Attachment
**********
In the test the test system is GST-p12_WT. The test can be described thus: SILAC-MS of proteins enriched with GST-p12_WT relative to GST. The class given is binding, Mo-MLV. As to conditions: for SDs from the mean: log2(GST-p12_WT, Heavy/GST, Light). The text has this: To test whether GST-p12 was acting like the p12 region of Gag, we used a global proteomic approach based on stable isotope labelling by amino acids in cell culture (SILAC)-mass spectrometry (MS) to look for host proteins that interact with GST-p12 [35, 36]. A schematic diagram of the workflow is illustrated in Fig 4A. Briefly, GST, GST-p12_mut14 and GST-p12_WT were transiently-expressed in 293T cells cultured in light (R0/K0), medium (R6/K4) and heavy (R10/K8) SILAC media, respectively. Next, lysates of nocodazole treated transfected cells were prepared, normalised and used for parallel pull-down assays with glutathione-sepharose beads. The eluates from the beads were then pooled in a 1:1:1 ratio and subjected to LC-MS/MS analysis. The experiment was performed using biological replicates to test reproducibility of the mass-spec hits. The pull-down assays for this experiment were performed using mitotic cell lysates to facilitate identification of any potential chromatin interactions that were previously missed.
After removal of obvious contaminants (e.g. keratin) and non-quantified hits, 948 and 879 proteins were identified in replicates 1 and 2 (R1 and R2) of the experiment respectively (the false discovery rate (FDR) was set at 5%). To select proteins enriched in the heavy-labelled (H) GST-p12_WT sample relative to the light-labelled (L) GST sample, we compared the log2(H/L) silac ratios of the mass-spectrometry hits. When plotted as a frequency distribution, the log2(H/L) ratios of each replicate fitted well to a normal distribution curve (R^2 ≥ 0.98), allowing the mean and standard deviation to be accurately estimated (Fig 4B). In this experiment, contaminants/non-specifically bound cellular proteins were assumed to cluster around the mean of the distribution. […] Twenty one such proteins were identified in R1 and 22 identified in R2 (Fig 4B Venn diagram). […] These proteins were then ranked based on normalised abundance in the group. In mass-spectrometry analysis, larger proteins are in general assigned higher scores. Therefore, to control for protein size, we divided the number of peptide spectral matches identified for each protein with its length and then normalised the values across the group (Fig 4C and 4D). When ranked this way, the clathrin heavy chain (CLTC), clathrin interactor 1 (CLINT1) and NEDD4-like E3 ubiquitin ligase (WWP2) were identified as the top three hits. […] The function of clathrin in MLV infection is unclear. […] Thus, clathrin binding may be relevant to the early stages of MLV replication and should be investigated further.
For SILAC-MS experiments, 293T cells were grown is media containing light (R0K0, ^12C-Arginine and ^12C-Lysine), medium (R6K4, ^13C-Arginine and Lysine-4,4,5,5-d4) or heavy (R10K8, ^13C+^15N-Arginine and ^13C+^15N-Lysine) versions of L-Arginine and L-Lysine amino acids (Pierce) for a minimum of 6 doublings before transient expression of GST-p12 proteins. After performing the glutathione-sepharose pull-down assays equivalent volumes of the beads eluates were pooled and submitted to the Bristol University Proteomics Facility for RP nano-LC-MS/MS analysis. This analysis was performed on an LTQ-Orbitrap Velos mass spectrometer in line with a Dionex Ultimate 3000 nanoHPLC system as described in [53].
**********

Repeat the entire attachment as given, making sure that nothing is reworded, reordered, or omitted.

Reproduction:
In the test the test system is GST-p12_WT. The test can be described thus: SILAC-MS of proteins enriched with GST-p12_WT relative to GST. The class given is binding, Mo-MLV. As to conditions: for SDs from the mean: log2(GST-p12_WT, Heavy/GST, Light). The text has this: To test whether GST-p12 was acting like the p12 region of Gag, we used a global proteomic approach based on stable isotope labelling by amino acids in cell culture (SILAC)-mass spectrometry (MS) to look for host proteins that interact with GST-p12 [35, 36]. A schematic diagram of the workflow is illustrated in Fig 4A. Briefly, GST, GST-p12_mut14 and GST-p12_WT were transiently-expressed in 293T cells cultured in light (R0/K0), medium (R6/K4) and heavy (R10/K8) SILAC media, respectively. Next, lysates of nocodazole treated transfected cells were prepared, normalised and used for parallel pull-down assays with glutathione-sepharose beads. The eluates from the beads were then pooled in a 1:1:1 ratio and subjected to LC-MS/MS analysis. The experiment was performed using biological replicates to test reproducibility of the mass-spec hits. The pull-down assays for this experiment were performed using mitotic cell lysates to facilitate identification of any potential chromatin interactions that were previously missed.
After removal of obvious contaminants (e.g. keratin) and non-quantified hits, 948 and 879 proteins were identified in replicates 1 and 2 (R1 and R2) of the experiment respectively (the false discovery rate (FDR) was set at 5%). To select proteins enriched in the heavy-labelled (H) GST-p12_WT sample relative to the light-labelled (L) GST sample, we compared the log2(H/L) silac ratios of the mass-spectrometry hits. When plotted as a frequency distribution, the log2(H/L) ratios of each replicate fitted well to a normal distribution curve (R^2 ≥ 0.98), allowing the mean and standard deviation to be accurately estimated (Fig 4B). In this experiment, contaminants/non-specifically bound cellular proteins were assumed to cluster around the mean of the distribution. […] Twenty one such proteins were identified in R1 and 22 identified in R2 (Fig 4B Venn diagram). […] These proteins were then ranked based on normalised abundance in the group. In mass-spectrometry analysis, larger proteins are in general assigned higher scores. Therefore, to control for protein size, we divided the number of peptide spectral matches identified for each protein with its length and then normalised the values across the group (Fig 4C and 4D). When ranked this way, the clathrin heavy chain (CLTC), clathrin interactor 1 (CLINT1) and NEDD4-like E3 ubiquitin ligase (WWP2) were identified as the top three hits. […] The function of clathrin in MLV infection is unclear. […] Thus, clathrin binding may be relevant to the early stages of MLV replication and should be investigated further.
For SILAC-MS experiments, 293T cells were grown is media containing light (R0K0, ^12C-Arginine and ^12C-Lysine), medium (R6K4, ^13C-Arginine and Lysine-4,4,5,5-d4) or heavy (R10K8, ^13C+^15N-Arginine and ^13C+^15N-Lysine) versions of L-Arginine and L-Lysine amino acids (Pierce) for a minimum of 6 doublings before transient expression of GST-p12 proteins. After performing the glutathione-sepharose pull-down assays equivalent volumes of the beads eluates were pooled and submitted to the Bristol University Proteomics Facility for RP nano-LC-MS/MS analysis. This analysis was performed on an LTQ-Orbitrap Velos mass spectrometer in line with a Dionex Ultimate 3000 nanoHPLC system as described in [53].